Peter Dutton sets bar low in question time with CFMMEU query

Well, the new kind of politics didn’t last long. Second opposition question of the Labor government yesterday was from Peter Dutton. Having made his first question about the influence of the CFMMEU over Labor, he then asked the prime minister if he had “met with any of the many union bosses from the CFMMEU accused of criminal behaviour, including sexual assault, harassment and rape”.

Were we, perhaps, to finally see a fulfilment of those dark warnings repeated during the regular scandals over sexual assault and workplace conduct of the Morrison government, that Labor had plenty to hide as well?

Alas, no — when invited by Albanese to name whom he was referring to, Dutton said nothing. The next question, by his deputy Sussan Ley, shifted to specific Australian Building and Construction Commission (ABCC) cases. And when we returned to the issue later in question time, we got a question from 2025 teal roadkill Paul Fletcher on whether Brendan O’Connor had discussed the abolition of the ABCC with the CFMMEU.

Then we got one from Melissa Price, showing all the political deftness that saw her spend her entire ministerial career in witness protection, asking Albanese about federal court comments about the CFMMEU, which the prime minister helped over the fence for six — the best Dixer he had all day — and then one from Michelle Landry repeating what appeared to be the Coalition’s new catchphrase about the government “making a bad situation worse”. Would’ve loved to have been in the focus group when they tested that one.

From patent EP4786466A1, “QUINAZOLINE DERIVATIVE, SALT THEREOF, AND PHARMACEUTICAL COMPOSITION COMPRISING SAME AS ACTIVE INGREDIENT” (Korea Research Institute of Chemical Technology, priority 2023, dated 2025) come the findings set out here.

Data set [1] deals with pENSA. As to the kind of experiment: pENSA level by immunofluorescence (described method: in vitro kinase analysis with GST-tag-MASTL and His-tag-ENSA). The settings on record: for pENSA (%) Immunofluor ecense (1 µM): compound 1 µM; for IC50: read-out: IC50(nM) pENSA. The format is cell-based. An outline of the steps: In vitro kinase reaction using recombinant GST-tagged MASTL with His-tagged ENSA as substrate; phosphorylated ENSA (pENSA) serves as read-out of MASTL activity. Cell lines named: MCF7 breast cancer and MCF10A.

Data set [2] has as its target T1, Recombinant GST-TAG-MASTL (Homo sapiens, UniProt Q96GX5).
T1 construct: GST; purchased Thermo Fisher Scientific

There is of course a debate to be had about abolishing the ABCC — albeit one that can only go badly for the Coalition, given the slump in productivity that has happened under it, along with the series of failed showtrials of unionists. And there is certainly a debate about the role of union donations in the ALP — just as there is about business donations to both the Coalition and Labor.

If Dutton wants to make an issue of the influence of political donors, more power to him. It would be a welcome development from the side of politics that has turned state capture into a business model and career ladder. Dutton should ask more questions about the influence of donors, including to his own state branch executives.

But suggesting the prime minister has associated with rapists and sexual harassers, without bothering to provide any detail, even under parliamentary privilege?

And associating with people accused of sexual assault and harassment is a strange hill to die on for the Coalition given the events of the previous Parliament — and for that matter the continuing presence on the Coalition frontbench of a man accused of allegedly assaulting a female staffer with whom he was having a relationship.

Dutton at least did us a favour in spelling out that the Coalition is going to pick up in opposition right where it left off nine years ago: happy to engage in smear, untroubled by norms and standards such as backing up allegations with evidence, and indifferent to inconsistency and hypocrisy — content to get into the sewer. Stand by for the “special investigation” by The Australian into “troubling allegations of the prime minister’s links with accused rapists”.

None of this fussed Anthony Albanese, the most experienced parliamentarian to become prime minister since John Howard, who immediately looked at ease in the PM’s chair opposite Dutton. But everything comes easy this early in the life of a government. At least he already knows the depths his opponents will plumb.